Trauma

What Parents Need to Know About Trauma, College, and COVID

A trauma-informed parenting approach can help students cope with COVID.

Posted Sep 20, 2020

“I think I need to increase my sertraline dose; my anxiety and depression are getting worse. I’m so anxious about getting COVID that I’m afraid to go outside. I’m also worried about my father getting COVID and dying. I find myself losing motivation to do online classes; without seeing my friends, I feel like there is nothing to look forward to.”

As a college psychiatrist, I have witnessed college students struggling with the health, financial, and social ramifications of COVID-19. Some have had COVID; most have recovered but a few were very sick. They worry about family members dying of COVID. With fewer jobs available, they are having trouble paying rent and tuition. Most of all, they feel lonely and are missing spending time with friends or celebrating important events, like college graduation. They have a sense of loss, actual loss of a loved one or loss of financial and social opportunities. 

They are experiencing what I would call collective trauma. Trauma results from an event or series of events that is experienced as emotionally or physically harmful or life-threatening, resulting in an increased risk of mental health disorders including depression, anxiety, PTSD, and substance use disorders. The COVID pandemic is an ongoing traumatic event, threatening the well-being of college students and their families. The college-aged population has experienced some of the greatest mental health impacts from COVID. Since the pandemic, the rate of college students screening positive for depression has increased to 41 percent from 36 percent, and one of four 18 to 24 year-olds seriously considered suicide

What can parents do to help their children be resilient in the face of COVID? They can take a trauma-informed parenting approach. Trauma-informed parenting has been written about regarding younger children, but similar principles can be applied to the college population. In fact, many parents have college students living with them taking online classes and are witnessing the impact of the pandemic first-hand. Parents can be first responders when students are struggling. Here are steps in trauma-informed parenting for the college population:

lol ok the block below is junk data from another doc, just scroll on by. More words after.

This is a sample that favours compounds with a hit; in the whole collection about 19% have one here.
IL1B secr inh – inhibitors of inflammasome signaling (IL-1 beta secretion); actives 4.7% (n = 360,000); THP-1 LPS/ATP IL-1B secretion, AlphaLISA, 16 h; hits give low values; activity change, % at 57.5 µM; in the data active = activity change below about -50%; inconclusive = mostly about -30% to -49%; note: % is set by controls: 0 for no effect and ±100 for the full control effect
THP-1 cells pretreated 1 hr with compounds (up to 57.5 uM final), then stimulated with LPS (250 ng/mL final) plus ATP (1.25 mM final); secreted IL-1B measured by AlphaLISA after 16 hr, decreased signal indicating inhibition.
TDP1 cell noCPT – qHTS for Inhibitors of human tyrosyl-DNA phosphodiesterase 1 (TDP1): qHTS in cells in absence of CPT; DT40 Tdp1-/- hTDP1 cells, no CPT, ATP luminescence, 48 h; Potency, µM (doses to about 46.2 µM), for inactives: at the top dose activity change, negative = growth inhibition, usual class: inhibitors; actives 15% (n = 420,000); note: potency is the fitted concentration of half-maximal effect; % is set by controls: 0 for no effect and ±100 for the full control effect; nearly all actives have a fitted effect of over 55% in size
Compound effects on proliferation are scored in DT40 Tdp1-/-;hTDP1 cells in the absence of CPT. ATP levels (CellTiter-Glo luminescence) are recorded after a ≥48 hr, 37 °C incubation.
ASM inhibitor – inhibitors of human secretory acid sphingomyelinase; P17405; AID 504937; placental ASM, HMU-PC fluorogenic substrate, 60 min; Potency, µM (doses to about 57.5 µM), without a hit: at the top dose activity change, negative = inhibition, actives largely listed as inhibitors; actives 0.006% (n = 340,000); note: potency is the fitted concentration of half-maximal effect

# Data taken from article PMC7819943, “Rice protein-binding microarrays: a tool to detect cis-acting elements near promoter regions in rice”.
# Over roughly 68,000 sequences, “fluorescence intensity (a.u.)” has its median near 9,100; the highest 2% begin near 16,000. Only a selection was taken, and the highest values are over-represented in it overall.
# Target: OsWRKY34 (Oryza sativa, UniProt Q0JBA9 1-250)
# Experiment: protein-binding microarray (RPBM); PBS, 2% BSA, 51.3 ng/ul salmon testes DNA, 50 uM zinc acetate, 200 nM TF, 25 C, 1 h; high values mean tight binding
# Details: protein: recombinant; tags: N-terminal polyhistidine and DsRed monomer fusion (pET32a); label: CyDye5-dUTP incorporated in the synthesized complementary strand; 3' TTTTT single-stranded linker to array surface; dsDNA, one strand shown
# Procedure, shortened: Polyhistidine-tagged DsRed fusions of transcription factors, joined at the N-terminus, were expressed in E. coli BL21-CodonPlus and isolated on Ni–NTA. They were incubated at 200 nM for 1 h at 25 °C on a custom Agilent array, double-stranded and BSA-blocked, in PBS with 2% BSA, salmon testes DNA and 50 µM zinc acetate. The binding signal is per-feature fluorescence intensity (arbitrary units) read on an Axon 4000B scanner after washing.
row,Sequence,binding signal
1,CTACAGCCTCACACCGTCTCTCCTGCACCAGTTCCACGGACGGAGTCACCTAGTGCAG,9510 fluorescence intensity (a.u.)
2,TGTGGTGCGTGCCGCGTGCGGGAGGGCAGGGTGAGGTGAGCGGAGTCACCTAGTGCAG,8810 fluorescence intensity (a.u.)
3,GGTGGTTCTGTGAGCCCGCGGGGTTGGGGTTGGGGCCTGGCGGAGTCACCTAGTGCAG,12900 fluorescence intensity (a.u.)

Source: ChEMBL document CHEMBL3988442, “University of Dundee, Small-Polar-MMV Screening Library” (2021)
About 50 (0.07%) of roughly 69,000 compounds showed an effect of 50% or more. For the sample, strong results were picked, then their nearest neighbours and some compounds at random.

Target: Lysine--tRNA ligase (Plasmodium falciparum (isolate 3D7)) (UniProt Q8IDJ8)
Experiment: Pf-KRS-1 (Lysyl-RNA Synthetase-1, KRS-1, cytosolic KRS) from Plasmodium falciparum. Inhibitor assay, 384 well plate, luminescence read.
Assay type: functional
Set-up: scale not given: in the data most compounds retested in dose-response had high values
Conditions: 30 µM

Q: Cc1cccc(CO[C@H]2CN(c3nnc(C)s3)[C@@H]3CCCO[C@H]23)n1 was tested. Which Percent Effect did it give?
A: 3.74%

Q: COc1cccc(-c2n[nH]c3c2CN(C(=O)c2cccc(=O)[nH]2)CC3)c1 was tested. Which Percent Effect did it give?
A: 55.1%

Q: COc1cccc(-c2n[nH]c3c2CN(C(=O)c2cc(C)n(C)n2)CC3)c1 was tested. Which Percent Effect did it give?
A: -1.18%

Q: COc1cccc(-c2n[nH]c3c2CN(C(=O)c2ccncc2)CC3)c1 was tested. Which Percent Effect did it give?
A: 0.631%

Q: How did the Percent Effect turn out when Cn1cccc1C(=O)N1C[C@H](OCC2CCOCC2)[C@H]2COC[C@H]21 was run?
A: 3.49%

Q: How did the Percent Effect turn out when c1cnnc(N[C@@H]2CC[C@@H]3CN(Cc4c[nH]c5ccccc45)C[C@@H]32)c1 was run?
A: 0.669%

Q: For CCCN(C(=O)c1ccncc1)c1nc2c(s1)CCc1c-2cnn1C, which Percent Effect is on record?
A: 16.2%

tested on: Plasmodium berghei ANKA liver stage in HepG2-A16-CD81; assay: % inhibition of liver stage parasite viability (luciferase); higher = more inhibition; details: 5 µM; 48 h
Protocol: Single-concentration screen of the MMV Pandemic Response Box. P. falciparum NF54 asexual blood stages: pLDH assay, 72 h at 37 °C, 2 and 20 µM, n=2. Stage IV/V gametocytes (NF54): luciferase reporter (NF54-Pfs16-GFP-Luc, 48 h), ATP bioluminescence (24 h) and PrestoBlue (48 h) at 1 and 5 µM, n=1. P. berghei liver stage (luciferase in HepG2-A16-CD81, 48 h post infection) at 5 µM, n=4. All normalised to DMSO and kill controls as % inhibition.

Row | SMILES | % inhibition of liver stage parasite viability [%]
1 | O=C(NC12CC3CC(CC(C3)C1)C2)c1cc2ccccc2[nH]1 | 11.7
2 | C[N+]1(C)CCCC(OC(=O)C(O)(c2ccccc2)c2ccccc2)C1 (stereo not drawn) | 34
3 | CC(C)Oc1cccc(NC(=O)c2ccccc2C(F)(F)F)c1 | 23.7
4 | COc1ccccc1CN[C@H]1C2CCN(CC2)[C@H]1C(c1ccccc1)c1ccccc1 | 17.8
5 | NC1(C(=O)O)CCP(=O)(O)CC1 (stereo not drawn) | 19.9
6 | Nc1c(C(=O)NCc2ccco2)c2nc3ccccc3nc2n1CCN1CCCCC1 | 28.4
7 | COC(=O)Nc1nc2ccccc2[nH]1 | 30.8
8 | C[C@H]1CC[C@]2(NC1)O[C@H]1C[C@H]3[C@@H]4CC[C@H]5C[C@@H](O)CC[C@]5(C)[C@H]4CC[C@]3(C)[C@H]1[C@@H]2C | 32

1. Acknowledge trauma’s impact on your college student’s lives. If they seem unmotivated to do their schoolwork, don’t ask them, “What is wrong with you?” Ask them, “What is happening now in your life that is making it hard to work?” Specifically, ask them how COVID is affecting their life right now. They may feel disengaged from online classes or disconnected from their friends. Validate the struggles they are experiencing, and that they are not alone. Everyone is struggling with the consequences of this pandemic. 

2. Empower them to improve what they can. Help them understand that even though they cannot control how long COVID will be around, they can take action to mitigate COVID’s impact on their lives. While they may not feel connected to their online classes, they can study with a friend online. They can still attend a professor’s office hours virtually. If they are lonely, they can consider what might help them safely socialize and commit to a plan, like speaking with a certain friend every week by video or joining clubs where they can meet with students virtually or outdoors. 

3. Remind them of their strengths and the positive actions they are taking. If they are with friends and wearing a mask, tell them how glad you are that they are being careful with their health and safety. Acknowledge their efforts to exercise or follow a regular sleep schedule. When they encourage you to take precautions to avoid COVID, realize how much they love you and thank them for their concern. 

4. Encourage holistic treatment if they develop clinical depression (down mood much of the time, poor concentration, sleeping too much or too little) and/or anxiety (feeling worried all the time, having difficulty falling asleep, having panic attacks). Start by suggesting lifestyle changes that can improve their mood like exercise, yoga, meditation, and eating a Mediterranean diet. At the same time, direct them to their counseling center for an evaluation and treatment that could include individual or group therapy. If symptoms are more severe, they might consider psychiatric medication. Most mental health services at universities are offered online, so they should have access to services whether they are living at school or at home. However, if they have moved away from the state in which their university is located, they may need to find local care. Their counseling center will let them know what their policy is regarding out of state care.

A final thought: Parents should acknowledge their own trauma from COVID, feel empowered to take action to help themselves, make note of their resilience and what they are handling well, and pursue wellness activities and mental health care if they experience depression or anxiety. Keep in mind a saying from Buddha: “Our sorrows and wounds are healed only when we touch them with compassion.” Approaching our own and our children’s trauma with compassion is the first step on the road to healing. 

©2020 Marcia Morris, all rights reserved.
Details have been altered to protect patient privacy.